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Members' Update: What happens on a practical monitoring visit and how to improve practice (Part 2)

6 February 2017

Members' Update: What happens on a practical monitoring visit and how to improve practice (Part 2)

How well are the new arrangements for A-level Common Practical Assessment Criteria (CPAC) and practical monitoring visits working?

Last month, Head of Science and 11-19 committee member, Sarah Longshaw CSciTeach recounted her experience of delivering the new Chemistry A-Level specifications (OCR) in What happens on a practical monitoring visit and how to improve practice?

Today we wanted to feature perspectives from the other exam boards, what they have found was working well and where they have identified areas for improvement.

Thanks to Catherine Witter from AQA and Damian Riddle from Edexcel for providing us with this very useful feedback: 


AQA

Three aspects that we found were working well:

  • Most teachers have now accessed our lead teacher online training modules and taken the short assessment, the certificate for which is presented at the monitoring visit. 
  • The additional resources, signposted through our regular email updates and Practically Speaking blog, have been very well received. During our monitoring visits, we can see evidence of their use, particularly the AQA electronic tracker to help house and track data.
  • Our teacher adviser model – teachers supporting teachers – is extremely well received. The application process is rigorous but the 150 or so teachers who have worked with AQA in the last 12 months have told me how valuable they have found their role.  Face to face work with teachers from different schools has expanded their own repertoire of ideas for planning, assessment and tracking of CPAC. 

Thank you very much for your support during your visit, for putting us at ease over the inspection and for explaining the wider picture to us. It was helpful to know that we are mainly doing things right, but also your sharing good practice from other centres and suggestions about ways to improve our practice here were very feasible and realistic. So we will be able to incorporate these into our teaching.  - Feedback from London Teacher, AQA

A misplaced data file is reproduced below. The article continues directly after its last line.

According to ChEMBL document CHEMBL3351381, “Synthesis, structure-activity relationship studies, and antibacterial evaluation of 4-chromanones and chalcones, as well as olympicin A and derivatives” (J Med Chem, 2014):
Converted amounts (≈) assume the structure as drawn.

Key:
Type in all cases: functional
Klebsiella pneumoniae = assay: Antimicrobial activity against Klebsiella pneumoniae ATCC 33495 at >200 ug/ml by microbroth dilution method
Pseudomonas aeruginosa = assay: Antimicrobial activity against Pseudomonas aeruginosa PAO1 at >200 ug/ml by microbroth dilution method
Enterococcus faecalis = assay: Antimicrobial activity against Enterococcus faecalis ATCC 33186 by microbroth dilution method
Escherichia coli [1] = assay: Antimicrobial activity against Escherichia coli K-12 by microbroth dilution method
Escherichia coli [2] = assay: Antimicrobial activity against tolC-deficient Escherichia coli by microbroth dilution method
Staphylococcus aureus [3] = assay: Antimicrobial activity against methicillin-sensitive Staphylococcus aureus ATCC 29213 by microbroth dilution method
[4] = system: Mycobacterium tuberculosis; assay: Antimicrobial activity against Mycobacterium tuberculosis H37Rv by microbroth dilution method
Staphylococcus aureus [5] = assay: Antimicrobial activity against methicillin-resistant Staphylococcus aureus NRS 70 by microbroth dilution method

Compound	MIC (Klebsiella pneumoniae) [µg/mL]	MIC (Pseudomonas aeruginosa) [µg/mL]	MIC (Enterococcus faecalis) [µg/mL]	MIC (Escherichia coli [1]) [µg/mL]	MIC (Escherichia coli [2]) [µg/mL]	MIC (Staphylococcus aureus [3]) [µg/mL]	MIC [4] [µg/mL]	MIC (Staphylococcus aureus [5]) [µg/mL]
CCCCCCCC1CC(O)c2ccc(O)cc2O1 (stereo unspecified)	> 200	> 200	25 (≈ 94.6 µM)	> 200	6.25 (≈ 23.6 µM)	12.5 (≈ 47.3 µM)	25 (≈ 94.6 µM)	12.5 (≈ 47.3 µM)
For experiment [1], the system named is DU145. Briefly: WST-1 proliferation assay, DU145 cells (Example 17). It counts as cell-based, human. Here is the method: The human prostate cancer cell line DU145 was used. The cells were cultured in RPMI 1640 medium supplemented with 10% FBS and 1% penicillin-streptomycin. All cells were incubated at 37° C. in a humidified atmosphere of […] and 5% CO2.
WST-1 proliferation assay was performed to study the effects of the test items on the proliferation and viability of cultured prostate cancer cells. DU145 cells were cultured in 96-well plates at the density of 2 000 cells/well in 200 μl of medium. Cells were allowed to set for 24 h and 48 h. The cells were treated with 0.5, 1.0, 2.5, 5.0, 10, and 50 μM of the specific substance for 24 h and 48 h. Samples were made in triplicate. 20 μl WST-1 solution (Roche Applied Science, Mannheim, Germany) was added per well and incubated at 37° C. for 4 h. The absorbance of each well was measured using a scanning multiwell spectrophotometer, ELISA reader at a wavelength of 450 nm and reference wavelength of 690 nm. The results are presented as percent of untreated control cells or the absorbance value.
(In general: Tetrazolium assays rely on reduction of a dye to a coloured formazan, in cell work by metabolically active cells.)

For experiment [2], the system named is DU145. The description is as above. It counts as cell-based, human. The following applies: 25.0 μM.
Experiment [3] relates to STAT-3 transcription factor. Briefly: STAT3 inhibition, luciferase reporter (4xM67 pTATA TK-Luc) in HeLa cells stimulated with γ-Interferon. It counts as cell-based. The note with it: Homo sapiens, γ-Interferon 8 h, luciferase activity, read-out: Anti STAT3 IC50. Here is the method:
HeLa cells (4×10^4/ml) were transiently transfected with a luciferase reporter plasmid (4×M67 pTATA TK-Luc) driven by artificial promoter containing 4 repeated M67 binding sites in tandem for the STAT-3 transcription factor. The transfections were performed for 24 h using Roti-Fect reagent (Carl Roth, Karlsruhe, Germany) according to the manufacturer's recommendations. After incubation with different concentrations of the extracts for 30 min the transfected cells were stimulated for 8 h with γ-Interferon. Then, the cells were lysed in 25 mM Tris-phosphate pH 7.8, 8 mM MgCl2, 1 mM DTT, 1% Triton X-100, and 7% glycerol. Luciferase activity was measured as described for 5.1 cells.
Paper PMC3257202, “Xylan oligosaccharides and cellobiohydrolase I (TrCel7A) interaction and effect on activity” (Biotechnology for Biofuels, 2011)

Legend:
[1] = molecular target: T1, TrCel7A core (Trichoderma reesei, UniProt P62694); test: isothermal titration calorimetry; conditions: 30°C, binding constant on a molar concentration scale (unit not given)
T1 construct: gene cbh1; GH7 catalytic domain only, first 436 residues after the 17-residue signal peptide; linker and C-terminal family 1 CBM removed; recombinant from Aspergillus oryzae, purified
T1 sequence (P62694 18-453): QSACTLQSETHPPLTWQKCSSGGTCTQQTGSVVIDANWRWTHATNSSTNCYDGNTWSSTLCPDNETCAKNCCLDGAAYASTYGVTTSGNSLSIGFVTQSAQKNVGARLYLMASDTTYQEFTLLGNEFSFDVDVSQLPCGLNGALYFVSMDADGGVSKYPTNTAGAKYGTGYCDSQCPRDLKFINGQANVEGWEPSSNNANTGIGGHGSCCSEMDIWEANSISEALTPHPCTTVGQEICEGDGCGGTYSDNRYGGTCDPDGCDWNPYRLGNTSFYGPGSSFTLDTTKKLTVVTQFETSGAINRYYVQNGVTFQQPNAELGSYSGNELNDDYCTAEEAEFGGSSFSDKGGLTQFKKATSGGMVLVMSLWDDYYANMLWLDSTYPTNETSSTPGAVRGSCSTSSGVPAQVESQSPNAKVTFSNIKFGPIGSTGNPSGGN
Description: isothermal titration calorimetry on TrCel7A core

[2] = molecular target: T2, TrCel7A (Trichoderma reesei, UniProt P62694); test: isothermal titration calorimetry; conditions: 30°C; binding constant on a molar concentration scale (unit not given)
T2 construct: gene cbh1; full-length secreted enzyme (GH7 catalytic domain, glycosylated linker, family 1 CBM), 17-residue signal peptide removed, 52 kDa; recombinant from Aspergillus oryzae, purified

Three areas for improvement:

  • If teachers don’t engage with the full specification, our practical handbooks, our training materials and best practice exemplar materials, they have struggled to pass their first visit. This has often meant that there have been difficult conversations between leadership and the lead teacher at the school or college to ensure a second visit runs more smoothly.
  • Moving forward I feel strongly that the awarding bodies can work collectively to support teachers filling a skills gap that has presented itself due to the last 20 years or so of controlled assessments. Teachers in our experience are very keen to re-hone their practical skills so that they can share good practice effectively with their students. Plans for this are in the early stages of development. However, teachers who want to come along and do the 12 required practicals with us and consider how they might assess CPAC through these experiences can book onto one of our established courses this Spring Term.
  • The resources that we sometimes find in schools are not supporting the practical endorsement for students as well as they might. Teachers reported this to us also when we surveyed them in the summer 2016. 

Edexcel

Encouraging the students to take responsibility for their own competence and for their own coverage of the compulsory techniques and apparatus. This will enrich their learning experience. - Damian Riddle, Edexcel

Three aspects that we found were working well:

  • Centres are, by a massive majority, acting with huge professionalism in their desire to get this new assessment right.
  • The training and guidance available has been very beneficial to those who make the most of all that is available.
  • We are seeing students doing practical work and taking it all more seriously than they did when it was not such a central part of the curriculum. They want to do it well, and mostly they are.

Three areas for improvement:

  • Centres need to work to standardise what is meant by a ‘Pass’ for the CPAC, standardise across teachers in the same subject and across the three subjects. Bigger centres will find this more difficult and more important.
  • Centres will likely develop their own way of delivering the Practical Endorsement, so far they are understandably following the board’s advice. Using the CPAC with practicals that suit them will enrich the students’ experience of the practical work.
  • Encouraging the students to take responsibility for their own competence and for their own coverage of the compulsory techniques and apparatus. This will enrich their learning experience.